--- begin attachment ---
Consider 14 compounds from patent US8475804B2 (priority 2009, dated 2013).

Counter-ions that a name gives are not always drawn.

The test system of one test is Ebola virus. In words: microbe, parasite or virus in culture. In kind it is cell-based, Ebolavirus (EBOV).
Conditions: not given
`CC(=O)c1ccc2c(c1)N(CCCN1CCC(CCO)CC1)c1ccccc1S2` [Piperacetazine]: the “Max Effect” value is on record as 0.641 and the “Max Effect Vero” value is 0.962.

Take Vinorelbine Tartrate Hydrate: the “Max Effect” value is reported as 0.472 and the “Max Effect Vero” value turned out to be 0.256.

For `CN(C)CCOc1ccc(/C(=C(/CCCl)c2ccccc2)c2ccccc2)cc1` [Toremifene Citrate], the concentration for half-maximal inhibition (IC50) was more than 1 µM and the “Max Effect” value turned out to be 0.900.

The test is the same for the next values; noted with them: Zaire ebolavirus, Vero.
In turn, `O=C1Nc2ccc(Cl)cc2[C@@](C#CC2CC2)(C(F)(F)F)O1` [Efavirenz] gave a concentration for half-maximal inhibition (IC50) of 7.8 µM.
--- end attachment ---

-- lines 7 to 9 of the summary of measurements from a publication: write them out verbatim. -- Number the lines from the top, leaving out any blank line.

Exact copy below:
For `CN(C)CCOc1ccc(/C(=C(/CCCl)c2ccccc2)c2ccccc2)cc1` [Toremifene Citrate], the concentration for half-maximal inhibition (IC50) was more than 1 µM and the “Max Effect” value turned out to be 0.900.

The test is the same for the next values; noted with them: Zaire ebolavirus, Vero.
In turn, `O=C1Nc2ccc(Cl)cc2[C@@](C#CC2CC2)(C(F)(F)F)O1` [Efavirenz] gave a concentration for half-maximal inhibition (IC50) of 7.8 µM.